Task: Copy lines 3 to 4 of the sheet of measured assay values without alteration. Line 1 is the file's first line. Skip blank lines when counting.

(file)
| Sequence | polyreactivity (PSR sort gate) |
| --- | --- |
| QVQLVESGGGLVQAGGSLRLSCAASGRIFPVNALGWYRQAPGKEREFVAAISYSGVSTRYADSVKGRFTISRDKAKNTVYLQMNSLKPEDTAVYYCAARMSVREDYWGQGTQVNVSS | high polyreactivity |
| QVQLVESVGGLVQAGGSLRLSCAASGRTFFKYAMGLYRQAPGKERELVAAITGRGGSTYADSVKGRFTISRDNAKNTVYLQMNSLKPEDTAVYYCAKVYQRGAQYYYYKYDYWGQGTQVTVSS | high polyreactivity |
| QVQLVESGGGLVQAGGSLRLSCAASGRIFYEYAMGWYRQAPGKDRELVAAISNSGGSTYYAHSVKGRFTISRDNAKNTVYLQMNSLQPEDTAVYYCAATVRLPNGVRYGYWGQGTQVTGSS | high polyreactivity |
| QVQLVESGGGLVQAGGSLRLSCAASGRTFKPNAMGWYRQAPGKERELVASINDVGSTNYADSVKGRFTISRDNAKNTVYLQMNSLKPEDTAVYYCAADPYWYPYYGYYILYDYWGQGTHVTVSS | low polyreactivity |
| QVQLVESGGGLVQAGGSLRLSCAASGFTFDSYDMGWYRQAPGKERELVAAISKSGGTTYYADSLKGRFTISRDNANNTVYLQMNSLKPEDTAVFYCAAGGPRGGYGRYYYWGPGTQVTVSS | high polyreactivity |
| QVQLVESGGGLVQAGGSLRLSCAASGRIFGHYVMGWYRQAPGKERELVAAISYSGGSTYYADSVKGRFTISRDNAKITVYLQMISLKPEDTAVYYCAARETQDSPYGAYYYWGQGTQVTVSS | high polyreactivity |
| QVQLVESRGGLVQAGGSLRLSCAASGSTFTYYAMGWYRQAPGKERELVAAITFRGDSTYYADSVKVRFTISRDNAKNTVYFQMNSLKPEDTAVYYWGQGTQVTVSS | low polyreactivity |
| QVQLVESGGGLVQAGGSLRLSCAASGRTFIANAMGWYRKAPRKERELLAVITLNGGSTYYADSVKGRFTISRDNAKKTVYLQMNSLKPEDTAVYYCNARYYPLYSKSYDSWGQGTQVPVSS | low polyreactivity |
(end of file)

| QVQLVESGGGLVQAGGSLRLSCAASGRIFPVNALGWYRQAPGKEREFVAAISYSGVSTRYADSVKGRFTISRDKAKNTVYLQMNSLKPEDTAVYYCAARMSVREDYWGQGTQVNVSS | high polyreactivity |
| QVQLVESVGGLVQAGGSLRLSCAASGRTFFKYAMGLYRQAPGKERELVAAITGRGGSTYADSVKGRFTISRDNAKNTVYLQMNSLKPEDTAVYYCAKVYQRGAQYYYYKYDYWGQGTQVTVSS | high polyreactivity |